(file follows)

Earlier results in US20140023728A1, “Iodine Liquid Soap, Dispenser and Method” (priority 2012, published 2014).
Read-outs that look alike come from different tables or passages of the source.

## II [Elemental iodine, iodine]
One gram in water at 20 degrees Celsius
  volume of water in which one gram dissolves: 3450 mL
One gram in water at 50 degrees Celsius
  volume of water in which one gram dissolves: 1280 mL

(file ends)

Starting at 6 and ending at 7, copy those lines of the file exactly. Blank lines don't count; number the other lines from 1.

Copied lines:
One gram in water at 50 degrees Celsius
  volume of water in which one gram dissolves: 1280 mL